This is a true story, but I don’t know whether to start at the end (is there ever really an end?) or at the beginning (where is the beginning, exactly?).
It’s about gardening, personal restraint, and fuzzy memory that is either regret or relief.
Yesterday after my run, I stopped to browse the clearance sale at Earl’s, my favorite gardening center. Their greenhouse shelves were thinner than usual, but what they still had was as healthy and beautiful as ever. I loaded my arms with a tray of fluffy, deeply hued coleus and lantana, all quart-sized beauties for a fraction of the original cost. I told myself they would look good until Halloween or later, the lantana would prossibly come back next year, and I could even take cuttings from the exotic coleus. A smart purchase, if I did say so myself.
Then I wandered over to the shrubs. My mouth watered over the long limbed climbing roses and thematic viburnum. I quizzed myself about some icy blue tinted evergreens and how good they would look with a red crepe myrtle. Then I saw forsythia.
Fall gardening is where my mind is for vegetables, but spring gardening is where my landscape needs a planning boost. As most gardeners would agree, forsythia could go a long way toward providing that. At just $19 per three-gallon shrub minus a 25% clearance discount, I could make a solid investment in springtime cheer for less than the cost of instant gratification coleus and lantana.
So I put all those plants back where I found them and walked around for another ten minutes, consulting myself and getting quite dizzy because I had just run fasted after a full morning of chores and was hungry.
I walked around the herb tables, tried to remember what else I was going to buy for the fall garden, and got in a little argument with myself about where I would even plant the forsythia if I bought them.
Eventually I walked to the cashier, empty handed. She recognized me.
“Oh hey, how are you? We haven’t seen you in a while!” That was true. I had not been in since early June. I’m not mad at them or anything! I just had enough plants and have been trying to limit extra driving. But I wasn’t mad at them!
We chatted like old friends as I confirmed the sale price of the forsythia, then I smiled, said thanks, and proceeded to leave without buying anything. This might have been the first time I ever visited Earl’s without buying anything.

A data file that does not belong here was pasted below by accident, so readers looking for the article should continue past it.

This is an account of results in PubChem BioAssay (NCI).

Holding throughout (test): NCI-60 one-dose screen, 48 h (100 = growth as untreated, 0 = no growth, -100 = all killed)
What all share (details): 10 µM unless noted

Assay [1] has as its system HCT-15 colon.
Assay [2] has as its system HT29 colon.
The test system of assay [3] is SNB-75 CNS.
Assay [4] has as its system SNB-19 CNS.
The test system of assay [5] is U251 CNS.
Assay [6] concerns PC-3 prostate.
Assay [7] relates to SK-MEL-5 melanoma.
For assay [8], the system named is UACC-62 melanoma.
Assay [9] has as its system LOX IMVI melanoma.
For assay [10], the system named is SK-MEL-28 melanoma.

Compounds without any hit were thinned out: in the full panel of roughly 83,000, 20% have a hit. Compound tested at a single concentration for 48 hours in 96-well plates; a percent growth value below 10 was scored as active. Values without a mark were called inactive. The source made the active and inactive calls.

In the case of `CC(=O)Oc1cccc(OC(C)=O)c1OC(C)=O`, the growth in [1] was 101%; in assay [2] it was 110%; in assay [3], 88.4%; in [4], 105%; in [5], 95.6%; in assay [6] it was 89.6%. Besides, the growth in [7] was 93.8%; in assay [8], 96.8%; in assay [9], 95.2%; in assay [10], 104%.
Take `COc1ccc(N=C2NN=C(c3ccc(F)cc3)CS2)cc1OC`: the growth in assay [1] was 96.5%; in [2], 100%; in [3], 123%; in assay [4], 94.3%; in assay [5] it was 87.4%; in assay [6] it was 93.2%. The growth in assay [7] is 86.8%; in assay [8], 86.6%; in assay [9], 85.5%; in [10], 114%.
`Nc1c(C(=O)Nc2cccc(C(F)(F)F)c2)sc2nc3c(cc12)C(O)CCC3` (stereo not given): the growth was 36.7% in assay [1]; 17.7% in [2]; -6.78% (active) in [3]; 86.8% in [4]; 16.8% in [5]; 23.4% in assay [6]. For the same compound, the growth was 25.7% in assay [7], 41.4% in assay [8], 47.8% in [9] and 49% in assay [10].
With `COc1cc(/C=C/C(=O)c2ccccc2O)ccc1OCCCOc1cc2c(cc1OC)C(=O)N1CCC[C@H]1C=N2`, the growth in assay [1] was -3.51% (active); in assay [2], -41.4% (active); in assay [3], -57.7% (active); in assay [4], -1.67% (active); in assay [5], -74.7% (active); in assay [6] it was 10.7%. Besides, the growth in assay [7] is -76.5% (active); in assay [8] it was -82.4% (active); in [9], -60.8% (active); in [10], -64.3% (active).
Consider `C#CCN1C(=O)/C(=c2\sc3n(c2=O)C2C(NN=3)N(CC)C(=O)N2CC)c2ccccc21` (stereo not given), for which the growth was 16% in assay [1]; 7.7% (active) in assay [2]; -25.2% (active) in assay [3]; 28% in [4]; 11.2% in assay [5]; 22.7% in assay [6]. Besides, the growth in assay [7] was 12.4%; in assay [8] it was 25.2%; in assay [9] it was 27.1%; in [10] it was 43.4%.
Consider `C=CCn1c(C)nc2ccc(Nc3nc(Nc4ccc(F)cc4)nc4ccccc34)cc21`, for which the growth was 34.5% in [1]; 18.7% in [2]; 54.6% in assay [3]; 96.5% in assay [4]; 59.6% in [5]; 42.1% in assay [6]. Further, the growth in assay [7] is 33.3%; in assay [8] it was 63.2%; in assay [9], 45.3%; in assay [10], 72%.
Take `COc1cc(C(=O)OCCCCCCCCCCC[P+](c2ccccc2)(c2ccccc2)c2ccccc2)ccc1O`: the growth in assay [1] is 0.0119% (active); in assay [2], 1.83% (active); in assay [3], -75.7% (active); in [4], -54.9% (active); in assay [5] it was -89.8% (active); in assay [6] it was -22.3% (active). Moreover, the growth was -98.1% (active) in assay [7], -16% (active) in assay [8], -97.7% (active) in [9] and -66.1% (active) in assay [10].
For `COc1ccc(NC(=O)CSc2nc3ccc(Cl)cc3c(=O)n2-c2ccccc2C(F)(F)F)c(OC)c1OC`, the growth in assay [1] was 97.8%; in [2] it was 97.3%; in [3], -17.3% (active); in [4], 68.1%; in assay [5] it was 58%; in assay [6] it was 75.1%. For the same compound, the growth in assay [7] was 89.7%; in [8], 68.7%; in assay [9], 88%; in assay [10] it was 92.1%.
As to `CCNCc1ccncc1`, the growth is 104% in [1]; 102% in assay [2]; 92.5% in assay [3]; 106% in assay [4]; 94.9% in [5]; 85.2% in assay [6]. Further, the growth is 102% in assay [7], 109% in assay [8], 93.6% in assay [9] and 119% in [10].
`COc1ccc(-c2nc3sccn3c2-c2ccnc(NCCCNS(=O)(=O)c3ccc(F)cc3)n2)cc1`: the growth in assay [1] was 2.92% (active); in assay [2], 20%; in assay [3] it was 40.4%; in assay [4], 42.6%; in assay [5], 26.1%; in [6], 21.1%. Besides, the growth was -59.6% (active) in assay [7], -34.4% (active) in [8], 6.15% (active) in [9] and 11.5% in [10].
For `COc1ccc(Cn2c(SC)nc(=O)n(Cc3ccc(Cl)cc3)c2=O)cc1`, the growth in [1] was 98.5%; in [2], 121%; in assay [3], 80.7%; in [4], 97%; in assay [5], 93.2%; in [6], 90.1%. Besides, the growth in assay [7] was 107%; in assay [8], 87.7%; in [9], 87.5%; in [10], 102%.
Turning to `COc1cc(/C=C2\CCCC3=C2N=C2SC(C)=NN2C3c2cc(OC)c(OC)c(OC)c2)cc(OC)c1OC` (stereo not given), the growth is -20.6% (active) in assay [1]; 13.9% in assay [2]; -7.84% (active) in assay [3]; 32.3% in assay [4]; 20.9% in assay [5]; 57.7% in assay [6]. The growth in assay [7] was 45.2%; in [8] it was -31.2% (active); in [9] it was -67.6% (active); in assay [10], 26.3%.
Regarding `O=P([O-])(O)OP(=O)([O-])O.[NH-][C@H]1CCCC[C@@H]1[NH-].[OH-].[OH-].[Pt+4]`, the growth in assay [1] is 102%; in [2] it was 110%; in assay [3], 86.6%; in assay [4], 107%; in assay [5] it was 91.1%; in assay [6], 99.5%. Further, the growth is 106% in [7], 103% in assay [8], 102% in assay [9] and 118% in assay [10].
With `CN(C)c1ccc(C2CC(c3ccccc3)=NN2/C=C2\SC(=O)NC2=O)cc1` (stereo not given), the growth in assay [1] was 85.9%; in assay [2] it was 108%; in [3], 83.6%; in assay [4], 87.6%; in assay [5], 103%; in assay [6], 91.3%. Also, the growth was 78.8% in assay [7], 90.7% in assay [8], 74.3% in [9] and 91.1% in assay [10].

This sweet girl’s bright smile fell all the way into a frown, and she furrowed her pretty brow. “Oh, ok? Bye?”
As if resisting the urge to buy plants wasn’t enough of a demonstration of free agency, I also resisted the urge to explain myself. I just walked toward the exit, free as a bird.
As I pushed open the glass door I said in a way too loud, way too high pitched voice, “I’ll probably see you Friday or Saturday!”
“Oh ok!” She smiled again and beamed. I wanted to give her a hug, but I took my sweaty, hungry self to my car.
That was all yesterday mid-morning. I drove straight home and went about my day doing housework and planting fall greens, bathing Klaus, talking to the horses, coordinating weekend plans, etc. Normal Tuesday stuff.
Fast forward several hours.
In the early evening, our area enjoyed a sudden rainfall, and I thought to myself, “How nice that those coleus are getting a good drink already!”
To which I obviously replied, “No, you didn’t buy them!”
Handsome and I had a late and offbeat dinner, watched some tv, and slept soundly. Early this morning, I woke up in a slight panic, worried that I forgotten to plant the forsythia. Because, you may recall, I couldn’t decide where to plant them, so there was no clear image of them anywhere in the ground, in my mind.
“No, remember, you didn’t buy those either?”
So now I want them again. Who else will buy them, like they are puppies up for adoption?
The End, Probably.